Black Sabbath, for most of the ’80s, were a lost band. Seventh Star was a move towards slick ’80s AOR right down to Tony Iommi’s Bon Jovi fringe jacket, which he actually kinda pulls off. Iommi took the newfound melodic direction he developed with Dio and perverted it into more commercial ends, and the man who created the metal riff ended up following other perverters of the form he birthed. Iommi’s touch guarantees at least a few killer songs per record, but he was caught in a purgatory — too heavy-handed for the pop-metal crowd, not raw enough for Sabbath diehards and the burgeoning thrash metal scene. “Black Sabbath is passe” was a real sentiment in 1987, no matter the revisionism that blacks that era out, almost as if Iommi was cryogenically frozen for nearly a decade. 1987’s The Eternal Idol, which just turned 30, is Sabbath coming out of Star’s haze, and while some of the sheen hasn’t worn off, Iommi was clearly finding his way again.
If there was a turning point for Sabbath, it’s here. It took another decade for them to come back into real prominence with a reunion of the classic lineup, and there were a couple dips along the way (Cross Purposes was more out of place in 1994 than Idol was in 1987, and not even an Ice-T collab saves Forbidden), but this proved Iommi still had riffs left in the tank, enough to at least sputter in an upward direction. Idol’s creation was particularly rocky, as the lineup going in was completely different from the lineup that ended up on the record. Studios and a manager were changed in the process. Some stability emerged from the chaos in the form of Tony Martin, who had the longest stay as vocalist next to Ozzy Osbourne, and he was the replacement Iommi badly needed once Deep Purple’s Ian Gillian left after Born Again. He soared to the demands of the ’80s, with a medieval edge that works when Sabbath get broody.
Idol kicks off with two of the strongest songs from the Martin era, “The Shining” and “Ancient Warrior”. The former sets the standard for a Martin-Iommi jam: a slower pace that is still more melodic than the Sabbath of yore, loads of embellishments that only Iommi can pull off, soft keyboards giving the edge to Martin’s hair-raising vocals, and an air of terror that’s campy yet convincing. It’s goopy fun that the movie it shares a name with isn’t. Iommi’s chorus riff is some of his most tense playing, pairing well with Martin’s dramatic climbs. “Warrior” brings out some vintage electronics leftover from Mob Rules and also features some of Iommi’s most ecstatic soloing. It would fit in perfectly on a Dio Sabbath record, and yet Martin nails its darkness with a more weary tone. Both set the template for Headless Cross and Tyr, where Iommi would delve deeper into drawn-out songs; Cross’ title track in particular perfects upon the formula created by “Shining” and “Warrior”.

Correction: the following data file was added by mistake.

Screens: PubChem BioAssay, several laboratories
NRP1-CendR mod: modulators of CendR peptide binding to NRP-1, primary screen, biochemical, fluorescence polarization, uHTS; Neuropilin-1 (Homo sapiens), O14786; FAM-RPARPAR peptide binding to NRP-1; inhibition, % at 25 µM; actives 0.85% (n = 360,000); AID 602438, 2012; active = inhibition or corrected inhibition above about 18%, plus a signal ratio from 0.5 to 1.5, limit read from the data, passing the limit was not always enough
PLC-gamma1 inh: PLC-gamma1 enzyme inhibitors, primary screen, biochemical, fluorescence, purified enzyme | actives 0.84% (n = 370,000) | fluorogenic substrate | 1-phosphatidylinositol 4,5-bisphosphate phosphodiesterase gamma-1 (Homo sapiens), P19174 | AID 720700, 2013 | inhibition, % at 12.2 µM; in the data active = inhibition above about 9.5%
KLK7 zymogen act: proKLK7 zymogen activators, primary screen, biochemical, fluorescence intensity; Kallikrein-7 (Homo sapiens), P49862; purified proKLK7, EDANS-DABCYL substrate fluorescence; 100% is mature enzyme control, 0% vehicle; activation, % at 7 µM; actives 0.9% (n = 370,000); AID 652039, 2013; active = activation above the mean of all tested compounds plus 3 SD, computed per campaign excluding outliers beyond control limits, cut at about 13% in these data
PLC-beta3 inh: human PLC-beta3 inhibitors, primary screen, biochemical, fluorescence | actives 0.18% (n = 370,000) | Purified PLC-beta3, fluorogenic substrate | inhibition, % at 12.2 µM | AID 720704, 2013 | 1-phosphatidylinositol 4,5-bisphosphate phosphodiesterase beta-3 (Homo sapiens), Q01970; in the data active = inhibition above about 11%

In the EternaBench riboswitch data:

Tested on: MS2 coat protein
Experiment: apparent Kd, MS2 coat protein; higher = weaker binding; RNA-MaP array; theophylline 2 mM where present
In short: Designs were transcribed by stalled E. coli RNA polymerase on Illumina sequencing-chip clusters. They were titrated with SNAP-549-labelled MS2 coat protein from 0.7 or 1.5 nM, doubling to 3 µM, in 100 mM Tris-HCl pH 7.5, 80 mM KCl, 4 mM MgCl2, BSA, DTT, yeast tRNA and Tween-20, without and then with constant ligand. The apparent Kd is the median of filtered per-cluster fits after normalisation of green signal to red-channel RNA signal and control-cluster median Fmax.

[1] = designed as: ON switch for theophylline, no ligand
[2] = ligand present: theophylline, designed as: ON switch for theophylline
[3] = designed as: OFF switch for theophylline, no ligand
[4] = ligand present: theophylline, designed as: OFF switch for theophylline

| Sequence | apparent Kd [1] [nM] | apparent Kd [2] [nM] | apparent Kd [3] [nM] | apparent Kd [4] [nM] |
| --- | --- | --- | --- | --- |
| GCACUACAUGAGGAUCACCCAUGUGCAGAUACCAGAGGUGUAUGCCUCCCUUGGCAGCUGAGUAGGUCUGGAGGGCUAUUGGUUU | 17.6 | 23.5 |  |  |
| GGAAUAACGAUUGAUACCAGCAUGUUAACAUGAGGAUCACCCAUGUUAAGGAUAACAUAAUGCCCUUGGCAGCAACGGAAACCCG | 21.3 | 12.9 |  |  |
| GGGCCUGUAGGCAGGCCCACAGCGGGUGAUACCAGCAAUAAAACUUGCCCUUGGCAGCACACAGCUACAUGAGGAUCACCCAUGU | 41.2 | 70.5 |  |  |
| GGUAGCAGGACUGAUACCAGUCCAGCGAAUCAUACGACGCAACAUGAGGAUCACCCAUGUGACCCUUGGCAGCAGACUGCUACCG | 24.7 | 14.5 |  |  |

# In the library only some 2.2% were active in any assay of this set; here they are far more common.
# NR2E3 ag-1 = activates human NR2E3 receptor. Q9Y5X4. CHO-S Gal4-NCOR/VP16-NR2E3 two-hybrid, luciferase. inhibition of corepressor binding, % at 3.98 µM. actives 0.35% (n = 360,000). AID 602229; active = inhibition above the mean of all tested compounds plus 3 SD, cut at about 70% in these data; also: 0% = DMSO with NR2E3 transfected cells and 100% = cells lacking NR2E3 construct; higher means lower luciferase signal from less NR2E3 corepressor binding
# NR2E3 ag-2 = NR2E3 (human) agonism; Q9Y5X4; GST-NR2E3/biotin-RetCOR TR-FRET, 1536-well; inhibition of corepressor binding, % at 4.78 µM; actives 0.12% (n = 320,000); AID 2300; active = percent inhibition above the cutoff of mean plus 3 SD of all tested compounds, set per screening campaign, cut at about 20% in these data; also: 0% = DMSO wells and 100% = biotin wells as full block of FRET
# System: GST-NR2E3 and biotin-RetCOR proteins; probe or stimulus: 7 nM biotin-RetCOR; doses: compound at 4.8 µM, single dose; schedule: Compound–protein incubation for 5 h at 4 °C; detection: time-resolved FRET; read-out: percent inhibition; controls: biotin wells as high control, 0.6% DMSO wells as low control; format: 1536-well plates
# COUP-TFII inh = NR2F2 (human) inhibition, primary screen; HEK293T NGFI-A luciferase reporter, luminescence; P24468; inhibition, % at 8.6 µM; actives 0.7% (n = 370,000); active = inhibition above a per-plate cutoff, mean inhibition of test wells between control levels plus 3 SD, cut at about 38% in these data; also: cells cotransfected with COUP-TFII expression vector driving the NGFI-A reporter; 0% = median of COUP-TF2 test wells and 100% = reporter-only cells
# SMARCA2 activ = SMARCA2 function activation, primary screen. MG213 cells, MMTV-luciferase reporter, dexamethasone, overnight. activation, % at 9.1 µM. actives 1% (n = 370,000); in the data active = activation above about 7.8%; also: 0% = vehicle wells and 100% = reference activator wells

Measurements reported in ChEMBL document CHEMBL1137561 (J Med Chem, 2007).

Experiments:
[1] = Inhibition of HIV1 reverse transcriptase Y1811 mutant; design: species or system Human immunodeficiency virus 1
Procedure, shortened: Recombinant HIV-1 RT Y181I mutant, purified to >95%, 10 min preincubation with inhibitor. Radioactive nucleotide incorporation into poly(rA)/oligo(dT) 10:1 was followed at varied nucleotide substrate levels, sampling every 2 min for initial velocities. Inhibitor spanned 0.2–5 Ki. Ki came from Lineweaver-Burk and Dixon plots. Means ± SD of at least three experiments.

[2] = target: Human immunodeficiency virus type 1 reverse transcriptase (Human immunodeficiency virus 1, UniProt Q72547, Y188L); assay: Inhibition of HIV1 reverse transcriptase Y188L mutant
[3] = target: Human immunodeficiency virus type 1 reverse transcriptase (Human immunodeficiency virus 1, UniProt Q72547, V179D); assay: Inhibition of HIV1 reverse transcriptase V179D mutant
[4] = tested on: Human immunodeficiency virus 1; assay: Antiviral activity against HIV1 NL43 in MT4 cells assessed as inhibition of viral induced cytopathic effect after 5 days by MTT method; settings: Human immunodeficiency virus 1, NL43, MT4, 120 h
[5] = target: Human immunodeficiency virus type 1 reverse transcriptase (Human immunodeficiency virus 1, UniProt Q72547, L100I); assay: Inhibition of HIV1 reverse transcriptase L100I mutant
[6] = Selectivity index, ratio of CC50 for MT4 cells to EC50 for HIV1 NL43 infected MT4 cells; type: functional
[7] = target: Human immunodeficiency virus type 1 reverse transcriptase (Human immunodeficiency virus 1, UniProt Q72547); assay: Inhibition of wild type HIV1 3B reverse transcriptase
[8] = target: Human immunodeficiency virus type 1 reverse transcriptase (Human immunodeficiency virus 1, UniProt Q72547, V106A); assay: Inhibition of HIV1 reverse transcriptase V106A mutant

As metal was speeding up, Iommi had to react. “Lost Forever” tumbles through in a way few Sabbath songs do, and “Born to Lose” draws upon the raunchy crunch of “Digital Bitch” from Born. The second half of “Glory Ride” features some particularly shreddy soloing from Iommi, almost conjuring the glory of “Neon Knights”. None of these songs are bad, but it’s clear Iommi is trying to catch up. Were he more plugged into the underground, he would have picked up on Wichita’s Manilla Road, specifically Open the Gates and The Deluge, both of which added a thrash jolt to their more traditional power metal sound without compromising on either. Three years after Idol, Sabbath’s fellow pioneers Judas Priest would out-speed the thrash young bucks with Painkiller, one of metal’s few great comeback records. What Sabbath were doing wasn’t unusual, it’s just their grasp wasn’t as keen as others.
Flawed Sabbath is still better than most bands at their best, and that’s what makes their ’80s material, particularly Idol, so compelling. Beneath perpetual confusion, Sabbath made an album that at the very least is worth revisiting, or examining for the first time if you’re not up on the band’s ’80s output. It may not be entirely themselves, and yet it still feels like no one else could have made it but them.